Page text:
Another point that purchasers must be aware of, is that they will start repayments on the money borrowed from the bank as it is drawn. Although it is not the full bond repayment, part payments will be required on the drawings handed from the bank to the builder. This means, the purchaser may be making bond repayments on a property while waiting 6 – 12 months before they can actually move in.

In terms of purchasing vacant land only using a mortgage bond, banks typically only approve a loan amount of 60% max.

Essential Additions to the Contract

It should be noted that in addition to the Turnkey or Plot & Plan Sale Agreement and/or Building Contract, a number of other documents should be included to give the aforementioned contracts important context. These key documents include:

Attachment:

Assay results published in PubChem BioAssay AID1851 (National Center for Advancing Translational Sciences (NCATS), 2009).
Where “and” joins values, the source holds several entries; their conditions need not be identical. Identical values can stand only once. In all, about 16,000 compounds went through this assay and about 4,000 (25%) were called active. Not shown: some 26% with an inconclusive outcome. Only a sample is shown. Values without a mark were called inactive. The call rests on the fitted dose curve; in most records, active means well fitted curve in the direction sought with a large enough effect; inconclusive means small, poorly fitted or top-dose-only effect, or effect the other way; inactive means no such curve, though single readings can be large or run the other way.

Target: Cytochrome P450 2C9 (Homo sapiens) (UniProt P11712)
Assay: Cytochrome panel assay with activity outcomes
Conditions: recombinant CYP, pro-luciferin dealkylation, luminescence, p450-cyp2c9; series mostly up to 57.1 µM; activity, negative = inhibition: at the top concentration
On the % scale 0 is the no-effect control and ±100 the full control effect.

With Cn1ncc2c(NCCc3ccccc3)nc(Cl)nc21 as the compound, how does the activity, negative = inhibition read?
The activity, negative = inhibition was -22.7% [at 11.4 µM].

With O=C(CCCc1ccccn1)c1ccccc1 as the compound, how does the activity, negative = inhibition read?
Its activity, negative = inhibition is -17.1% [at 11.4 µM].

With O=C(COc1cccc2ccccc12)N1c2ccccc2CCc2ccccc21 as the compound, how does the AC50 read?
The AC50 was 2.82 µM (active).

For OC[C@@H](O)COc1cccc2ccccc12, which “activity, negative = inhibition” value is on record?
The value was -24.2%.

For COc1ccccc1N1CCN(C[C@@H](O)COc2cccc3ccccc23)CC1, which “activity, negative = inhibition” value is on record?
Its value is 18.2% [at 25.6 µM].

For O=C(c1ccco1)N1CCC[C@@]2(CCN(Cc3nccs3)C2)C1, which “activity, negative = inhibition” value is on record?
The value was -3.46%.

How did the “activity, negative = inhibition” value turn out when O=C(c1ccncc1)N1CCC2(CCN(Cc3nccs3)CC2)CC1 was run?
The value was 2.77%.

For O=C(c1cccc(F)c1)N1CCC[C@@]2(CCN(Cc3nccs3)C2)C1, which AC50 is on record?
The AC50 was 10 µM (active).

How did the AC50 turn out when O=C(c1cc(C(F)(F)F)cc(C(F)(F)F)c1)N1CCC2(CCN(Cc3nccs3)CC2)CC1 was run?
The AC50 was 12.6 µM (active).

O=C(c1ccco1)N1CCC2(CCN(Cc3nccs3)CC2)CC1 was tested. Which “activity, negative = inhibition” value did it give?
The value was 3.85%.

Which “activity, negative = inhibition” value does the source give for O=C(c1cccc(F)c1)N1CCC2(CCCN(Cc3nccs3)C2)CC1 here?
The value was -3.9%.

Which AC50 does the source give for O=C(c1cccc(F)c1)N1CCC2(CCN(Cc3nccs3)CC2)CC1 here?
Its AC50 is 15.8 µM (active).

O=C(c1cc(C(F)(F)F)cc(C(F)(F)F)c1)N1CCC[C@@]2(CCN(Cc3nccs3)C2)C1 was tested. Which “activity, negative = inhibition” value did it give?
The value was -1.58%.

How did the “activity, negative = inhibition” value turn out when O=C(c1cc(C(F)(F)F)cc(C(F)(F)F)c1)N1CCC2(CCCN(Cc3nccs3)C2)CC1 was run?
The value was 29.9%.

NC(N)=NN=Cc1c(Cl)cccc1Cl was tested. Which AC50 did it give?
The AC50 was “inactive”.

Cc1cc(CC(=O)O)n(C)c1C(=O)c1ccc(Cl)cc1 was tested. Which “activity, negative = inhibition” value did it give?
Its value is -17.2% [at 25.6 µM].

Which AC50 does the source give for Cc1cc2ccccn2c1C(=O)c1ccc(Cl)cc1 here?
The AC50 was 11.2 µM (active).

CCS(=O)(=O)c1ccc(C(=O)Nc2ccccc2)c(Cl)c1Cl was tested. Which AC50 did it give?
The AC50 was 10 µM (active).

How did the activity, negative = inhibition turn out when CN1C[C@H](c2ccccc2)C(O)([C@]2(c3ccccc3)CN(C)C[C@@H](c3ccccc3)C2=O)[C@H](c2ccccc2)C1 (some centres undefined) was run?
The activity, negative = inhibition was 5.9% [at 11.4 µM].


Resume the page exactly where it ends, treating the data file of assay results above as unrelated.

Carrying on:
• Site development plan (if the development is part of an overall sectional title, HOA or estate);
  • Legal description (erf number and township), as well as residential address (street address) of the property;
  • Development drawings for your specific property - floor plans and elevations;
  • Schedule of finishes (specifications for all the materials, fixtures, fittings, and equipment to be installed); and
  • Building/construction timeline, with an agreed completion date.

Summary – Turnkey vs Plot & Plan Developments

As mentioned in the paragraphs above, the key points for purchasers to consider with the type of development they are entering into are summarised below.


It is important for the purchaser to ask the estate agent and developer as many questions as possible to ensure they understand the contract they are entering into. When it comes to buying from a developer, there’s no such thing as a stupid question!


We assist purchasers looking to finance their newly built home with a mortgage bond – we can apply to up to 7 banks at a time to ensure you get the best possible interest rate. We also assist developers with a once-off approval of their development with all the banks, including a streamlined application process with qualified end-users.

Contact us now to get started!